Lortie, Louis, Canadian pianist; b. Montreal, April 27, 1959. He began piano lessons at age 7 in Montreal at the École de musique Wilfred-Pelletier, and later studied at the École normal de musique. In 1975 he won the CBC Talent Festival and International Stepping Stones of the Canadian Music Competition, and subsequently appeared as a recitalist and performed on the CBC. He also completed his training with Deiter Weber in Vienna (1975–76), Menahem Pressler at the Ind. Univ. School of Music in Bloomington, and Marc Durand. In 1978 he won distinction as one of the soloists to accompany Andrew Davis and the Toronto Sym. on their tour of Japan and China. After taking first prize in the Busoni Competition in Bolzano and fourth prize in the Leeds Competition in 1984, he made regular tours of Europe and North America. His commanding repertoire ranges from Mozart to the contemporary era.
—Nicolas Slonimsky/Laura Kuhn/Dennis McIntire
"Lortie, Louis." Baker’s Biographical Dictionary of Musicians. . Encyclopedia.com. (September 21, 2018). http://www.encyclopedia.com/arts/dictionaries-thesauruses-pictures-and-press-releases/lortie-louis
"Lortie, Louis." Baker’s Biographical Dictionary of Musicians. . Retrieved September 21, 2018 from Encyclopedia.com: http://www.encyclopedia.com/arts/dictionaries-thesauruses-pictures-and-press-releases/lortie-louis
Encyclopedia.com gives you the ability to cite reference entries and articles according to common styles from the Modern Language Association (MLA), The Chicago Manual of Style, and the American Psychological Association (APA).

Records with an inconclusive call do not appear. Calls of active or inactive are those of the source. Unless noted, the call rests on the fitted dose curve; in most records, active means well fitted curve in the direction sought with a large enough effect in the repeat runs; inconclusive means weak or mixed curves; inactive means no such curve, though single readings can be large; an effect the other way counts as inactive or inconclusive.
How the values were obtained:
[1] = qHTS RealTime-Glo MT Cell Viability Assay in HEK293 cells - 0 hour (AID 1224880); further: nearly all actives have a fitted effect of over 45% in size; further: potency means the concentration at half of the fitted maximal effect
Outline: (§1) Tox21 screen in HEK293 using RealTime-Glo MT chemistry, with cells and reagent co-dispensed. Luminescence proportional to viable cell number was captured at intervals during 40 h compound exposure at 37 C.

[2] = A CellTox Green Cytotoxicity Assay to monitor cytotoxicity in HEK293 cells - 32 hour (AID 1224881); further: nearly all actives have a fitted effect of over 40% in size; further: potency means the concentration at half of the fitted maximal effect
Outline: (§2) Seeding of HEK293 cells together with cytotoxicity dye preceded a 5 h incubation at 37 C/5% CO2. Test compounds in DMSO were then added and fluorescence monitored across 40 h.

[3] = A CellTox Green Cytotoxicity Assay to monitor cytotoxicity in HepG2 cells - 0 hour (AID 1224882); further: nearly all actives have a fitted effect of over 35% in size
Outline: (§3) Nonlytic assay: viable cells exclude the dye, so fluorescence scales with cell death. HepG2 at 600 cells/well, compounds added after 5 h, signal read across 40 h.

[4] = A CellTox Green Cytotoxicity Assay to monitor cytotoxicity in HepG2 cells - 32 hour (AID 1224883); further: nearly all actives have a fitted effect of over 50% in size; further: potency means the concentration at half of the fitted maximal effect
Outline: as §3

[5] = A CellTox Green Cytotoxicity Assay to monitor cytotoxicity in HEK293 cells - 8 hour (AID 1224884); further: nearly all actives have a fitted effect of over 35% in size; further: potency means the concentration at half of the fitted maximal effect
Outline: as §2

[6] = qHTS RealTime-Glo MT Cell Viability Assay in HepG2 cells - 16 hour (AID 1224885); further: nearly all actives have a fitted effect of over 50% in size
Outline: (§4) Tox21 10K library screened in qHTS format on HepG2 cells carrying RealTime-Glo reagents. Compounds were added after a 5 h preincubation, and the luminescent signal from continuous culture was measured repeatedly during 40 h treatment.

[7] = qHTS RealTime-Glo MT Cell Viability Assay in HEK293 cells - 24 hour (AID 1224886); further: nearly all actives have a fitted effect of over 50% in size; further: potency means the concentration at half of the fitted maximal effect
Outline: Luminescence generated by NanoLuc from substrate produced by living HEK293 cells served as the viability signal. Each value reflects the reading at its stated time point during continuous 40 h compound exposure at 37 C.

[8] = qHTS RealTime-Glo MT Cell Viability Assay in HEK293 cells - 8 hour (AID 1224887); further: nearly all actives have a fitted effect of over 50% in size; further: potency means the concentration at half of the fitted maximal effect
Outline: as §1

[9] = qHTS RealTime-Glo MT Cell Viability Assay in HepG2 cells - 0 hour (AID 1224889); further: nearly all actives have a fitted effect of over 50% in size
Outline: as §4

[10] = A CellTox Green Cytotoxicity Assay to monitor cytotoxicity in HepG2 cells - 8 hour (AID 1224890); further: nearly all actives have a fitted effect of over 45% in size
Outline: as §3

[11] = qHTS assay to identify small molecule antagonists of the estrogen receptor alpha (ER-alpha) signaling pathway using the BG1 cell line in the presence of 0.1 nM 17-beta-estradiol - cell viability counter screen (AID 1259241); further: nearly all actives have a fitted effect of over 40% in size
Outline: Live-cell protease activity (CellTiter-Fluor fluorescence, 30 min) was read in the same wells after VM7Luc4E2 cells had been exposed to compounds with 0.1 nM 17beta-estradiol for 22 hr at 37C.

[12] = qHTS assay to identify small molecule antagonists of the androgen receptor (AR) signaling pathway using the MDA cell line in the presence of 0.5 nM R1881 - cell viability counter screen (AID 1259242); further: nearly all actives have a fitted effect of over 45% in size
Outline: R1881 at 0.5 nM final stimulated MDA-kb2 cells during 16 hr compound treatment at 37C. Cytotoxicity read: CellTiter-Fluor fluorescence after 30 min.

Within the “Cite this article” tool, pick a style to see how all available information looks when formatted according to that style. Then, copy and paste the text into your bibliography or works cited list.
Because each style has its own formatting nuances that evolve over time and not all information is available for every reference entry or article, Encyclopedia.com cannot guarantee each citation it generates. Therefore, it’s best to use Encyclopedia.com citations as a starting point before checking the style against your school or publication’s requirements and the most-recent information available at these sites:
Modern Language Association
The Chicago Manual of Style
American Psychological Association
- Most online reference entries and articles do not have page numbers. Therefore, that information is unavailable for most Encyclopedia.com content. However, the date of retrieval is often important. Refer to each style’s convention regarding the best way to format page numbers and retrieval dates.
- In addition to the MLA, Chicago, and APA styles, your school, university, publication, or institution may have its own requirements for citations. Therefore, be sure to refer to those guidelines when editing your bibliography or works cited list.